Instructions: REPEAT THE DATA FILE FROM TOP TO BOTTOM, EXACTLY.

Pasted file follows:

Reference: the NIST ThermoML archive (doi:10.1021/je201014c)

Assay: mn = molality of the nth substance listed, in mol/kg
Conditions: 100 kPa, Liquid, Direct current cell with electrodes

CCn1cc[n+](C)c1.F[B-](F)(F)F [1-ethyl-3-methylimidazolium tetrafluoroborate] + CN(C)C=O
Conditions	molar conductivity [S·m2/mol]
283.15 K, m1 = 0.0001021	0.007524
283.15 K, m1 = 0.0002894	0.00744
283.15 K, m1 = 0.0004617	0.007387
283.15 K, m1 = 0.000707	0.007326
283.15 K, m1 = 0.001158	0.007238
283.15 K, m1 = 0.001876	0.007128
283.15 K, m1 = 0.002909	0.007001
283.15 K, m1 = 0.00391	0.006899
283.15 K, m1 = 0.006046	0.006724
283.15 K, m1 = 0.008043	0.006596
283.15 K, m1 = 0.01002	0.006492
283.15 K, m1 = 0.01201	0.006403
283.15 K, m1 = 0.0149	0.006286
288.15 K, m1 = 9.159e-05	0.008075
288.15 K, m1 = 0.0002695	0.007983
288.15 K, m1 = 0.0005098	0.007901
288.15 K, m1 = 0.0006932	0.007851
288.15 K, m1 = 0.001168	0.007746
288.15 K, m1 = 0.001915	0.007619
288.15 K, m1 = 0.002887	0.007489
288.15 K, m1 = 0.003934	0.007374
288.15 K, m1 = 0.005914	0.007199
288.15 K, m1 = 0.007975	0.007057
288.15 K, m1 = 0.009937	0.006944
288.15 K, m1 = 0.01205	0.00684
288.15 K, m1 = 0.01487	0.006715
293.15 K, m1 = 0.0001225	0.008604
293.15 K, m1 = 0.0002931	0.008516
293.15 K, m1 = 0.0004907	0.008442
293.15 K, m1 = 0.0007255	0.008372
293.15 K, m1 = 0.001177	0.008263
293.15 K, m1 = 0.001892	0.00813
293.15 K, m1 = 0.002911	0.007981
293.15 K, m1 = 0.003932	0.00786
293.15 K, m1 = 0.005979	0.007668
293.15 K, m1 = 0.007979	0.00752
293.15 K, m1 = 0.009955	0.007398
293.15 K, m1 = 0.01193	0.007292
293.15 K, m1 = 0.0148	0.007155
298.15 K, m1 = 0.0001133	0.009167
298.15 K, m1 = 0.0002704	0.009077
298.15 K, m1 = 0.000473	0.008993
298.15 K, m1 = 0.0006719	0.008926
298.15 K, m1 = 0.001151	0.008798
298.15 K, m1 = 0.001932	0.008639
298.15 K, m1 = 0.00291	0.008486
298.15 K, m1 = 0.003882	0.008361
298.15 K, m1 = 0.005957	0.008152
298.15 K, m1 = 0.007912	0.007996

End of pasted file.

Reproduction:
Reference: the NIST ThermoML archive (doi:10.1021/je201014c)

Assay: mn = molality of the nth substance listed, in mol/kg
Conditions: 100 kPa, Liquid, Direct current cell with electrodes

CCn1cc[n+](C)c1.F[B-](F)(F)F [1-ethyl-3-methylimidazolium tetrafluoroborate] + CN(C)C=O
Conditions	molar conductivity [S·m2/mol]
283.15 K, m1 = 0.0001021	0.007524
283.15 K, m1 = 0.0002894	0.00744
283.15 K, m1 = 0.0004617	0.007387
283.15 K, m1 = 0.000707	0.007326
283.15 K, m1 = 0.001158	0.007238
283.15 K, m1 = 0.001876	0.007128
283.15 K, m1 = 0.002909	0.007001
283.15 K, m1 = 0.00391	0.006899
283.15 K, m1 = 0.006046	0.006724
283.15 K, m1 = 0.008043	0.006596
283.15 K, m1 = 0.01002	0.006492
283.15 K, m1 = 0.01201	0.006403
283.15 K, m1 = 0.0149	0.006286
288.15 K, m1 = 9.159e-05	0.008075
288.15 K, m1 = 0.0002695	0.007983
288.15 K, m1 = 0.0005098	0.007901
288.15 K, m1 = 0.0006932	0.007851
288.15 K, m1 = 0.001168	0.007746
288.15 K, m1 = 0.001915	0.007619
288.15 K, m1 = 0.002887	0.007489
288.15 K, m1 = 0.003934	0.007374
288.15 K, m1 = 0.005914	0.007199
288.15 K, m1 = 0.007975	0.007057
288.15 K, m1 = 0.009937	0.006944
288.15 K, m1 = 0.01205	0.00684
288.15 K, m1 = 0.01487	0.006715
293.15 K, m1 = 0.0001225	0.008604
293.15 K, m1 = 0.0002931	0.008516
293.15 K, m1 = 0.0004907	0.008442
293.15 K, m1 = 0.0007255	0.008372
293.15 K, m1 = 0.001177	0.008263
293.15 K, m1 = 0.001892	0.00813
293.15 K, m1 = 0.002911	0.007981
293.15 K, m1 = 0.003932	0.00786
293.15 K, m1 = 0.005979	0.007668
293.15 K, m1 = 0.007979	0.00752
293.15 K, m1 = 0.009955	0.007398
293.15 K, m1 = 0.01193	0.007292
293.15 K, m1 = 0.0148	0.007155
298.15 K, m1 = 0.0001133	0.009167
298.15 K, m1 = 0.0002704	0.009077
298.15 K, m1 = 0.000473	0.008993
298.15 K, m1 = 0.0006719	0.008926
298.15 K, m1 = 0.001151	0.008798
298.15 K, m1 = 0.001932	0.008639
298.15 K, m1 = 0.00291	0.008486
298.15 K, m1 = 0.003882	0.008361
298.15 K, m1 = 0.005957	0.008152
298.15 K, m1 = 0.007912	0.007996